A 2013 Cancer Prevention Research study, entitled, “Genital Powder Use and Risk of Ovarian Cancer: A Pooled Analysis of 8,525 Cases and 9,859 Controls,” indicated that women who use talcum powder in the genital area may have a 20 to 30 percent higher risk of ovarian cancer than those who do not. It is one of many studies published since the 1970s evidencing the connection between talcum powder use and ovarian cancer.
In the 2013 Cancer Prevention Research article, the authors state that, “genital powder use, but not use on other parts of the body, has been linked to increased risk of ovarian cancer, suggesting that powder particles ascending the genital tract may predispose to ovarian cancer development.” In 1982, Johnson & Johnson was confronted with a study published in the journal Cancer that found that women who dusted their genitals and sanitary napkins with talcum powder were three times as likely to develop cancer as women who did not. In response, Johnson & Johnson called the study “inconclusive” and said more research was needed. In fact, multiple studies have reported the link between use of talcum powder in the genital area and ovarian cancer since the 1970s, and the research has continued to develop since 1982.
These studies have lead to an emerging litigation on behalf of consumers who were unaware that their use of talcum powders may increase their risk of developing ovarian cancer. In 2013, the first talcum powder case was tried before a jury in South Dakota. In that case, the plaintiff alleged that Johnson & Johnson knew the use of two of its talcum powder products—Johnson’s Baby Powder and Shower to Shower—could lead to ovarian cancer. The jury found for the plaintiff on her negligence claim.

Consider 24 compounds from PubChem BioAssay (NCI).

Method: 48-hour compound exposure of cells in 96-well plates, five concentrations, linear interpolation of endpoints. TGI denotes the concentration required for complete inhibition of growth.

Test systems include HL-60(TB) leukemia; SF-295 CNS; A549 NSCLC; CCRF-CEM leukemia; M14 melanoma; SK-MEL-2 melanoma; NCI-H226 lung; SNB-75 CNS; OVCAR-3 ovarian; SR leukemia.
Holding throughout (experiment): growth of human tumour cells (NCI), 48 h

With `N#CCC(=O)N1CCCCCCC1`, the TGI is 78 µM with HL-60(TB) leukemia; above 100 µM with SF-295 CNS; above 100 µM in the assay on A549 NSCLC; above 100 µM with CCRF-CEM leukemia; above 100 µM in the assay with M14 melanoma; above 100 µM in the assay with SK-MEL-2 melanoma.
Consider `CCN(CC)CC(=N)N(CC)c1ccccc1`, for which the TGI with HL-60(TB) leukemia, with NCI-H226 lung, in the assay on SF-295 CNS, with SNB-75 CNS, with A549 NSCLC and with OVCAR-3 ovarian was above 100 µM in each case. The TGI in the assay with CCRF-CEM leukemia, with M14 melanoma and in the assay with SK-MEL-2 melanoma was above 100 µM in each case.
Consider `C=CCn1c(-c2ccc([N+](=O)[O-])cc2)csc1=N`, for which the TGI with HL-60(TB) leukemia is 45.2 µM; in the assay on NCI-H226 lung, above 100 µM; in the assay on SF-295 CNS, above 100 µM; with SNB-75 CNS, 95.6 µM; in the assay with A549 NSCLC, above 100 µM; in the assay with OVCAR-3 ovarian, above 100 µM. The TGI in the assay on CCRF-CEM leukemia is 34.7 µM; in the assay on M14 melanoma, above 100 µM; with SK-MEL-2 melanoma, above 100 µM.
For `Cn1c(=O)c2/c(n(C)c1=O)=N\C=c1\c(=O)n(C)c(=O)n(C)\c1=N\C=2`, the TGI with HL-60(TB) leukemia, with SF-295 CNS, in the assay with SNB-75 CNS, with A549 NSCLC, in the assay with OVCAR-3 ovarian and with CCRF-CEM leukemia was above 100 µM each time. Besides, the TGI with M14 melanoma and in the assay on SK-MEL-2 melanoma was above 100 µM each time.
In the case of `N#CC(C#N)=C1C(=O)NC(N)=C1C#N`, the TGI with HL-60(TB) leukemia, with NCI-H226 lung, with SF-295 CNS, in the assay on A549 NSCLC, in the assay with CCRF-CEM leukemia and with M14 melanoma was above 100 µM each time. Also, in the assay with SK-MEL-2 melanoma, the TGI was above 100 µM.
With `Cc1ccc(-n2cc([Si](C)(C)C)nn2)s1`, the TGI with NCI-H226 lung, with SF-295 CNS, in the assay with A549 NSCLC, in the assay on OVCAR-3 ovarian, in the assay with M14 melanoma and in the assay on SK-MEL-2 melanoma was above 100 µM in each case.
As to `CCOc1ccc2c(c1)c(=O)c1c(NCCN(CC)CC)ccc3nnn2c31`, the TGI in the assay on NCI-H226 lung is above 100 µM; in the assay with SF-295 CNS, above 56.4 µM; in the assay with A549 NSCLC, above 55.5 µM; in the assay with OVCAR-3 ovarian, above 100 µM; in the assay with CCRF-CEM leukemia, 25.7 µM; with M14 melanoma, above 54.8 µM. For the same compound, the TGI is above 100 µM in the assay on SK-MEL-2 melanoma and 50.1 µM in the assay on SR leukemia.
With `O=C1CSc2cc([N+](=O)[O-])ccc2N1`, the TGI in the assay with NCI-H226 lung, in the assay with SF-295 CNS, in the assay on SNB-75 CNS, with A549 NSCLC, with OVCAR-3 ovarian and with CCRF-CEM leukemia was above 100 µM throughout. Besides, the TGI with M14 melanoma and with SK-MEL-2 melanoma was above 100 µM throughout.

In 2014, class action suits for plaintiffs who are not claiming any personal injury have been filed in federal courts in California and Illinois. These class action suits allege that Johnson & Johnson talcum powder products significantly increase the risk of ovarian cancer, and Johnson & Johnson failed to disclose this risk on its labels. The Illinois class action suit seeks injunctive relief and to stop Johnson & Johnson from engaging in “deceptive and fraudulent commercial practices.”
Talcum powder is made from talc, which is a mineral made up mainly of magnesium, silicon and oxygen. In its natural form, some talc may contain asbestos, although home-use talcum products have been asbestos-free since the 1970s. Based on the human studies, the International Agency for Research on Cancer (IARC) classifies the genital use of the talc-based body powder as “possibly carcinogenic to humans.” Despite the studies linking talcum powder to ovarian cancer, talcum powder is not regulated by the FDA because it is considered an ingredient in cosmetic products. Under the Federal Food, Drug and Cosmetic Act, cosmetic products and ingredients, with the exception of color additives, do not have to undergo FDA review and approval before they go on the market. However, the FDA does monitor potential safety problems with cosmetic products on the market and takes action when needed to product public health. Despite being aware of the evidence linking talc and ovarian cancer, the FDA has not yet issued a warning. Other organizations, like the Cancer Prevention Coalition, have issued warnings about the link between talcum powder and ovarian cancer and consistently lobbied the FDA to take action.
If you or someone you love was diagnosed with ovarian cancer after prolonged us of talcum powder, you may be entitled to compensation. Please contact us online or call us at (800) 674-9725 today. Our experienced dangerous pharmaceutical and medical device team of attorneys is here to offer you a completely free and confidential evaluation of your claim.